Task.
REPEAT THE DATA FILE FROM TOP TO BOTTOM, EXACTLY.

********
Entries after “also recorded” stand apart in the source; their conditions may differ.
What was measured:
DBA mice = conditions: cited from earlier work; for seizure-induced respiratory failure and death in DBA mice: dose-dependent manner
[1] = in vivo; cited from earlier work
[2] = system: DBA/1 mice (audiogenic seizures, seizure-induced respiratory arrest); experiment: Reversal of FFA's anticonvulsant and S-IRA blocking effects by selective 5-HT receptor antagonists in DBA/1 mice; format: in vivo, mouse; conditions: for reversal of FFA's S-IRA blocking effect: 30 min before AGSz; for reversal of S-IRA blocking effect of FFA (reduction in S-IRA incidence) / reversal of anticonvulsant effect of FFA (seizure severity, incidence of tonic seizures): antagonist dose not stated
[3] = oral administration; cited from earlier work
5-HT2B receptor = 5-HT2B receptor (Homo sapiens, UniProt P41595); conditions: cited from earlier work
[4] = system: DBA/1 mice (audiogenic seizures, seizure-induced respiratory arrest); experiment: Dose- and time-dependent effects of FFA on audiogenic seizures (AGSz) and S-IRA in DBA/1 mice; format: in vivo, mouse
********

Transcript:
Entries after “also recorded” stand apart in the source; their conditions may differ.
What was measured:
DBA mice = conditions: cited from earlier work; for seizure-induced respiratory failure and death in DBA mice: dose-dependent manner
[1] = in vivo; cited from earlier work
[2] = system: DBA/1 mice (audiogenic seizures, seizure-induced respiratory arrest); experiment: Reversal of FFA's anticonvulsant and S-IRA blocking effects by selective 5-HT receptor antagonists in DBA/1 mice; format: in vivo, mouse; conditions: for reversal of FFA's S-IRA blocking effect: 30 min before AGSz; for reversal of S-IRA blocking effect of FFA (reduction in S-IRA incidence) / reversal of anticonvulsant effect of FFA (seizure severity, incidence of tonic seizures): antagonist dose not stated
[3] = oral administration; cited from earlier work
5-HT2B receptor = 5-HT2B receptor (Homo sapiens, UniProt P41595); conditions: cited from earlier work
[4] = system: DBA/1 mice (audiogenic seizures, seizure-induced respiratory arrest); experiment: Dose- and time-dependent effects of FFA on audiogenic seizures (AGSz) and S-IRA in DBA/1 mice; format: in vivo, mouse